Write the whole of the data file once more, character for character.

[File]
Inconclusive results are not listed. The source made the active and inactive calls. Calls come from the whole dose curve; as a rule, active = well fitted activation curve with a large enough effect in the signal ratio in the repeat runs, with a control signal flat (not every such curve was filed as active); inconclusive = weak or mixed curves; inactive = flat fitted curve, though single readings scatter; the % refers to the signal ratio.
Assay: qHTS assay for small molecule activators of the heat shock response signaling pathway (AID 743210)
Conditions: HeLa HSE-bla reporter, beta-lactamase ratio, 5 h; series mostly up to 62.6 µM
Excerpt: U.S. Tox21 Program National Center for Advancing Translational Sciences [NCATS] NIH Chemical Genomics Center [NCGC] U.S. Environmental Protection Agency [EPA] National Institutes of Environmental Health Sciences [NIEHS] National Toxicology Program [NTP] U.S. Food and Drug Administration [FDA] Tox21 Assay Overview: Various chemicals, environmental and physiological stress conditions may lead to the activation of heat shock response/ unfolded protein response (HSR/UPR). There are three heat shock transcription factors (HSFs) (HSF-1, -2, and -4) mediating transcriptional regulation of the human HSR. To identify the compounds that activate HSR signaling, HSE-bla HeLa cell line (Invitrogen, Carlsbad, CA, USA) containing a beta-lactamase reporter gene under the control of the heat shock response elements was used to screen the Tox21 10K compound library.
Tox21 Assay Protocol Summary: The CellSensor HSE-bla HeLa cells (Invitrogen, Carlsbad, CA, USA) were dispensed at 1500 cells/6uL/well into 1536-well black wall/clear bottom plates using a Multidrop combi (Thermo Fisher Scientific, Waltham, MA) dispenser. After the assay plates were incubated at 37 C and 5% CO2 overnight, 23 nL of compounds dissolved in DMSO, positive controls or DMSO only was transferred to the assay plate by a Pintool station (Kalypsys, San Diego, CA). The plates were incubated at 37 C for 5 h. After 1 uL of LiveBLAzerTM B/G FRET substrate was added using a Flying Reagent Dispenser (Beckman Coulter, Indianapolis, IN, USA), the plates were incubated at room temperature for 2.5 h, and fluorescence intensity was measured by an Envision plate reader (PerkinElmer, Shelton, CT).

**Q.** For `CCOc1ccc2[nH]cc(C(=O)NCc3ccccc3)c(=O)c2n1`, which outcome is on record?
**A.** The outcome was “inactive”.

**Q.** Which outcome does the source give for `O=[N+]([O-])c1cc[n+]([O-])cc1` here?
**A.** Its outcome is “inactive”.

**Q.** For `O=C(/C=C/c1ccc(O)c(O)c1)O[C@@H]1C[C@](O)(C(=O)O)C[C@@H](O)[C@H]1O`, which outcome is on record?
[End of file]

Inconclusive results are not listed. The source made the active and inactive calls. Calls come from the whole dose curve; as a rule, active = well fitted activation curve with a large enough effect in the signal ratio in the repeat runs, with a control signal flat (not every such curve was filed as active); inconclusive = weak or mixed curves; inactive = flat fitted curve, though single readings scatter; the % refers to the signal ratio.
Assay: qHTS assay for small molecule activators of the heat shock response signaling pathway (AID 743210)
Conditions: HeLa HSE-bla reporter, beta-lactamase ratio, 5 h; series mostly up to 62.6 µM
Excerpt: U.S. Tox21 Program National Center for Advancing Translational Sciences [NCATS] NIH Chemical Genomics Center [NCGC] U.S. Environmental Protection Agency [EPA] National Institutes of Environmental Health Sciences [NIEHS] National Toxicology Program [NTP] U.S. Food and Drug Administration [FDA] Tox21 Assay Overview: Various chemicals, environmental and physiological stress conditions may lead to the activation of heat shock response/ unfolded protein response (HSR/UPR). There are three heat shock transcription factors (HSFs) (HSF-1, -2, and -4) mediating transcriptional regulation of the human HSR. To identify the compounds that activate HSR signaling, HSE-bla HeLa cell line (Invitrogen, Carlsbad, CA, USA) containing a beta-lactamase reporter gene under the control of the heat shock response elements was used to screen the Tox21 10K compound library.
Tox21 Assay Protocol Summary: The CellSensor HSE-bla HeLa cells (Invitrogen, Carlsbad, CA, USA) were dispensed at 1500 cells/6uL/well into 1536-well black wall/clear bottom plates using a Multidrop combi (Thermo Fisher Scientific, Waltham, MA) dispenser. After the assay plates were incubated at 37 C and 5% CO2 overnight, 23 nL of compounds dissolved in DMSO, positive controls or DMSO only was transferred to the assay plate by a Pintool station (Kalypsys, San Diego, CA). The plates were incubated at 37 C for 5 h. After 1 uL of LiveBLAzerTM B/G FRET substrate was added using a Flying Reagent Dispenser (Beckman Coulter, Indianapolis, IN, USA), the plates were incubated at room temperature for 2.5 h, and fluorescence intensity was measured by an Envision plate reader (PerkinElmer, Shelton, CT).

**Q.** For `CCOc1ccc2[nH]cc(C(=O)NCc3ccccc3)c(=O)c2n1`, which outcome is on record?
**A.** The outcome was “inactive”.

**Q.** Which outcome does the source give for `O=[N+]([O-])c1cc[n+]([O-])cc1` here?
**A.** Its outcome is “inactive”.

**Q.** For `O=C(/C=C/c1ccc(O)c(O)c1)O[C@@H]1C[C@](O)(C(=O)O)C[C@@H](O)[C@H]1O`, which outcome is on record?